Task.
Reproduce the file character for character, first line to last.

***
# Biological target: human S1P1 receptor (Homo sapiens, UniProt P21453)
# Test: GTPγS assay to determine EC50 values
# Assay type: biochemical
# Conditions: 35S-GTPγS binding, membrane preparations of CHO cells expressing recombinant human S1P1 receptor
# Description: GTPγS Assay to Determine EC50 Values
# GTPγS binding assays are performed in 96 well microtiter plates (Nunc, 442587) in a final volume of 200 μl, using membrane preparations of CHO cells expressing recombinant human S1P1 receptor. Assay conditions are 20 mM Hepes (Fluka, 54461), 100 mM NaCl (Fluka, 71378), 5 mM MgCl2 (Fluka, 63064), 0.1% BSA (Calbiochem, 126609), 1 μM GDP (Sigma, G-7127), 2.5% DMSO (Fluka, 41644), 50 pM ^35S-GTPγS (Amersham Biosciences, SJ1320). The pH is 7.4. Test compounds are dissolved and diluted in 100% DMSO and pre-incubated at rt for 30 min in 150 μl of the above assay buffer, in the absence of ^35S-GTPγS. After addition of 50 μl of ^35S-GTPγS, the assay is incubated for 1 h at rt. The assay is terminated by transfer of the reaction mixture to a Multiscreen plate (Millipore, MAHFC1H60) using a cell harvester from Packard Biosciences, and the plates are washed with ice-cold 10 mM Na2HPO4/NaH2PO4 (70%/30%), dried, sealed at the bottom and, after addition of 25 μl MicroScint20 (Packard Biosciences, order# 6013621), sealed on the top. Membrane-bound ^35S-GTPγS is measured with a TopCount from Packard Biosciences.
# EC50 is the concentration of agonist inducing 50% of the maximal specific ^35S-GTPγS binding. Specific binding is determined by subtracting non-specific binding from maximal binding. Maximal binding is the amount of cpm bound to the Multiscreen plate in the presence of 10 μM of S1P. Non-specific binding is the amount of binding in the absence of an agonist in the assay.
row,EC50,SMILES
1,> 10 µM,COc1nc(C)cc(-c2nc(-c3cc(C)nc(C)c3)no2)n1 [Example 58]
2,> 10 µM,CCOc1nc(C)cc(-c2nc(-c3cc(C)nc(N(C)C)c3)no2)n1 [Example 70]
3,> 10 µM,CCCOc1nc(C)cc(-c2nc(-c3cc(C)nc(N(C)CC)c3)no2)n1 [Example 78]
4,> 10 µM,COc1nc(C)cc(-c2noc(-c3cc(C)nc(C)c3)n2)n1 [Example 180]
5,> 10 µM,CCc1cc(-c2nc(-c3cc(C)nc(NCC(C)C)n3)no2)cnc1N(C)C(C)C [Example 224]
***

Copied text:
# Biological target: human S1P1 receptor (Homo sapiens, UniProt P21453)
# Test: GTPγS assay to determine EC50 values
# Assay type: biochemical
# Conditions: 35S-GTPγS binding, membrane preparations of CHO cells expressing recombinant human S1P1 receptor
# Description: GTPγS Assay to Determine EC50 Values
# GTPγS binding assays are performed in 96 well microtiter plates (Nunc, 442587) in a final volume of 200 μl, using membrane preparations of CHO cells expressing recombinant human S1P1 receptor. Assay conditions are 20 mM Hepes (Fluka, 54461), 100 mM NaCl (Fluka, 71378), 5 mM MgCl2 (Fluka, 63064), 0.1% BSA (Calbiochem, 126609), 1 μM GDP (Sigma, G-7127), 2.5% DMSO (Fluka, 41644), 50 pM ^35S-GTPγS (Amersham Biosciences, SJ1320). The pH is 7.4. Test compounds are dissolved and diluted in 100% DMSO and pre-incubated at rt for 30 min in 150 μl of the above assay buffer, in the absence of ^35S-GTPγS. After addition of 50 μl of ^35S-GTPγS, the assay is incubated for 1 h at rt. The assay is terminated by transfer of the reaction mixture to a Multiscreen plate (Millipore, MAHFC1H60) using a cell harvester from Packard Biosciences, and the plates are washed with ice-cold 10 mM Na2HPO4/NaH2PO4 (70%/30%), dried, sealed at the bottom and, after addition of 25 μl MicroScint20 (Packard Biosciences, order# 6013621), sealed on the top. Membrane-bound ^35S-GTPγS is measured with a TopCount from Packard Biosciences.
# EC50 is the concentration of agonist inducing 50% of the maximal specific ^35S-GTPγS binding. Specific binding is determined by subtracting non-specific binding from maximal binding. Maximal binding is the amount of cpm bound to the Multiscreen plate in the presence of 10 μM of S1P. Non-specific binding is the amount of binding in the absence of an agonist in the assay.
row,EC50,SMILES
1,> 10 µM,COc1nc(C)cc(-c2nc(-c3cc(C)nc(C)c3)no2)n1 [Example 58]
2,> 10 µM,CCOc1nc(C)cc(-c2nc(-c3cc(C)nc(N(C)C)c3)no2)n1 [Example 70]
3,> 10 µM,CCCOc1nc(C)cc(-c2nc(-c3cc(C)nc(N(C)CC)c3)no2)n1 [Example 78]
4,> 10 µM,COc1nc(C)cc(-c2noc(-c3cc(C)nc(C)c3)n2)n1 [Example 180]
5,> 10 µM,CCc1cc(-c2nc(-c3cc(C)nc(NCC(C)C)n3)no2)cnc1N(C)C(C)C [Example 224]